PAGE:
Education, Manufacturing, Personal Care & Household Products
Region of Initiative
No Poverty, Quality Education, Decent work and Economic Growth, Reduced Inequalities, Responsible Consumption and Production
Natural product manufacturer Messy Bessy joined Business Call to Action (BCtA) in May 2017 a pledge to assist 800 at-risk youth through on-the-job immersion, education assistance and life-skills support by 2020. In collaboration with its non-profit affiliate, the HOUSE Foundation, the company has also pledged to engage at least 50 partner organizations in providing additional training and employment opportunities.
Inclusive enterprise Messy Bessy was established in 2007, when founder Kristine Reyes-Lopez began producing natural, biodegradable household products in her kitchen. Since the market for eco-friendly home and care products was virtually untapped at the time, Messy Bessy became one of the first few all-natural home and personal-care brands in the Philippines. Production quickly grew from Ms. Lopez’ kitchen to a 300 m2 warehouse supplying nine kiosks in malls across metro Manila and over 100 retailers throughout the country.
In addition to selling biodegradable, non-polluting products, Messy Bessy was envisioned as a means to train and employ formerly abused and trafficked young women. However, Messy Bessy’s management quickly realized that education and employment alone were not enough to make lasting changes in these vulnerable young adults’ lives. Many of its employees needed psycho-social support and lacked basic life skills, and the company initially had difficulty retaining its staff.
To tackle these challenges, Messy Bessy integrated the Helping Ourselves Programme into its inclusive business model, supporting its young “learners” with a holistic suite of services that guides them towards completing their education and starting solid careers. Its support includes counseling, life-skills, financial literacy and computer training, help with time management, customer service and effective communication, high school exam and college enrollment preparation, tuition subsidies and student loans, tutoring and more.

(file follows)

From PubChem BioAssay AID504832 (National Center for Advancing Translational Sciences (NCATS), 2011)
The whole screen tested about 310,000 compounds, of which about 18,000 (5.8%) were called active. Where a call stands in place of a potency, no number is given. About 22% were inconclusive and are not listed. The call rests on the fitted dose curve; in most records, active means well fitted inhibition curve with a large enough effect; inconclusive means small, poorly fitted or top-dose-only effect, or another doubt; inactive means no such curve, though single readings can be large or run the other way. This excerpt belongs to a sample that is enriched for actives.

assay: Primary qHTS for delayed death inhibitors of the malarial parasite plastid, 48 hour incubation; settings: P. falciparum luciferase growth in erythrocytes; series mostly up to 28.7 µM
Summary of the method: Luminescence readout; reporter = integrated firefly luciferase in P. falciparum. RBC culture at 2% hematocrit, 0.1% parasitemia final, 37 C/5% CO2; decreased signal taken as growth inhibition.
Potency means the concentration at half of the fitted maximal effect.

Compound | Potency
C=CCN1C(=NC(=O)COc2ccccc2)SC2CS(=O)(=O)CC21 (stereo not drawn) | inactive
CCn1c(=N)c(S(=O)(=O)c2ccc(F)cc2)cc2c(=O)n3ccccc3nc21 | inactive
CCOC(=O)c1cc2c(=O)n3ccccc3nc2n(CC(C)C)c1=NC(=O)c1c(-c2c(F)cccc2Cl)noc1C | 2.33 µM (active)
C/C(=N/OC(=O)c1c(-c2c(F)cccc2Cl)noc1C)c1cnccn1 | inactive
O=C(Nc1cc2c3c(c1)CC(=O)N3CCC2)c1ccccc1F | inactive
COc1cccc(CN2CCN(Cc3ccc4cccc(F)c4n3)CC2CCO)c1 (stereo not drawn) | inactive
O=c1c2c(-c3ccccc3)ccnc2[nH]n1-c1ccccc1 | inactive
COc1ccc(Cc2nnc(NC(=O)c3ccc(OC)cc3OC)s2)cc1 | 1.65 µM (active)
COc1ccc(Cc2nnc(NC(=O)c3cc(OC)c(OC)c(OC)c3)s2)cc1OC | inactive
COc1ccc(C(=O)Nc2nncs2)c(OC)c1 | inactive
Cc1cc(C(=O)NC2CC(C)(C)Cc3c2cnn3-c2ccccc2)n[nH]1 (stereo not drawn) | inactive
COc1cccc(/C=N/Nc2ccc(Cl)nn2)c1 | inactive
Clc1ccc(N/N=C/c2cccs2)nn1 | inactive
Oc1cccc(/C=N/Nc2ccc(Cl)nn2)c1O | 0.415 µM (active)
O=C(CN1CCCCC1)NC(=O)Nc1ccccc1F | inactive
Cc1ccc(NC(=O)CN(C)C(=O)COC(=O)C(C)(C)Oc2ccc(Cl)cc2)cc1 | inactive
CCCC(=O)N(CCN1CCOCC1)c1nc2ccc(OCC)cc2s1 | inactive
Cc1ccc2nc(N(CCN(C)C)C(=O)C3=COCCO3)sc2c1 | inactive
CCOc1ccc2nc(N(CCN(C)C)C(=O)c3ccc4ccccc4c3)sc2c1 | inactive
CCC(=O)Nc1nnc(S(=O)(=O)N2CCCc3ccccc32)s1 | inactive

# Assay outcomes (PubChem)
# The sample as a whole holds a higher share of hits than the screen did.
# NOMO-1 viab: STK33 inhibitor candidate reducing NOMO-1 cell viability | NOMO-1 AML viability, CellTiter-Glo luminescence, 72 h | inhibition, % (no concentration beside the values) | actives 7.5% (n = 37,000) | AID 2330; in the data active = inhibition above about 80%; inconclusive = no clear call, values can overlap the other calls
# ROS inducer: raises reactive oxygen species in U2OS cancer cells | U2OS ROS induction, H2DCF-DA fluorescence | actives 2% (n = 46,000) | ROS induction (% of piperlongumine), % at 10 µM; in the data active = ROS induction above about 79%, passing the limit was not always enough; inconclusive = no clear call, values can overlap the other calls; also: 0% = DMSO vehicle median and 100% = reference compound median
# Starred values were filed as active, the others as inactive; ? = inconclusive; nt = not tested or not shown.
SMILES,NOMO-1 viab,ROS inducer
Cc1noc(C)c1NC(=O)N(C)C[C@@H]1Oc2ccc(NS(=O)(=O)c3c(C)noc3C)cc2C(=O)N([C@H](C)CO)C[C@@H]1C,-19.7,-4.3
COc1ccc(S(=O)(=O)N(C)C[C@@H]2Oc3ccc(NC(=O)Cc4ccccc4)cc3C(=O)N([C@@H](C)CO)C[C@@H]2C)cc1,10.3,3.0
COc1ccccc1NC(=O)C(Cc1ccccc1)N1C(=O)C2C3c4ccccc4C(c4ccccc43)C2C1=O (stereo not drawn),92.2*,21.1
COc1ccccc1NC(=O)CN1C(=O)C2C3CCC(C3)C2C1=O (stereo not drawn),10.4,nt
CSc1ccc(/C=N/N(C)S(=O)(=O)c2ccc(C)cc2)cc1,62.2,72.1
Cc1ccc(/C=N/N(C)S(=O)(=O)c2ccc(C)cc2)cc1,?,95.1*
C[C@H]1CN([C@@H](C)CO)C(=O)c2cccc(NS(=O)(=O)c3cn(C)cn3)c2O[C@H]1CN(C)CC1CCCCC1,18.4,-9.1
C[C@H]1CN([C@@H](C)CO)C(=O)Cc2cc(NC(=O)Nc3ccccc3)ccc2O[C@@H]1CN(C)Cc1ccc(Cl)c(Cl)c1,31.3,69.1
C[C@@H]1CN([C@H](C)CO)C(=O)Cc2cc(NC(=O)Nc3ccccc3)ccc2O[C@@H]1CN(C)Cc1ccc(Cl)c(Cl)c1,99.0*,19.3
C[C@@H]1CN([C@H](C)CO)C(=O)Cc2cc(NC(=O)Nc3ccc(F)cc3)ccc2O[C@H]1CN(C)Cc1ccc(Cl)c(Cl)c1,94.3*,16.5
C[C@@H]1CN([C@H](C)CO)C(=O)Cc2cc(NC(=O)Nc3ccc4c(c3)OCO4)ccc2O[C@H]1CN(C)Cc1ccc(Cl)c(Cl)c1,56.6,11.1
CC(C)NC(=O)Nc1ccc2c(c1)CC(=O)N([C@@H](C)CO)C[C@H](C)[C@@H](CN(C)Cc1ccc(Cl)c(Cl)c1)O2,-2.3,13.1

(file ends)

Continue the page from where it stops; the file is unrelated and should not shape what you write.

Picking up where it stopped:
As the company has grown, it has begun partnering with other companies in order to replicate its inclusive model. In 2015, the Helping Ourselves through Sustainable Enterprises (HOUSE) Foundation was established to allow Messy Bessy learners to train with other enterprises such as Happy Skin Cosmetics, Starbucks Philippines and Straightforward Clothing. By 2020, Messy Bessy aims to engage at least 50 private and non-profit partners in sourcing learners, supporting their development through knowledge and technology sharing, and providing additional training and employment opportunities.
With the HOUSE Foundation, the company has already assisted more than 250 young adults and now boasts 20 high school graduates, 55 college enrollees and 18 college graduates. As it cultivates its workforce, its sales have grown steadily; in 2016 alone, they grew by 40 percent. In the next year, there are plans to open additional kiosks and expand the biodegradable product line to include pet-care products. By 2020, the company expects to graduate an additional 45 learners from college.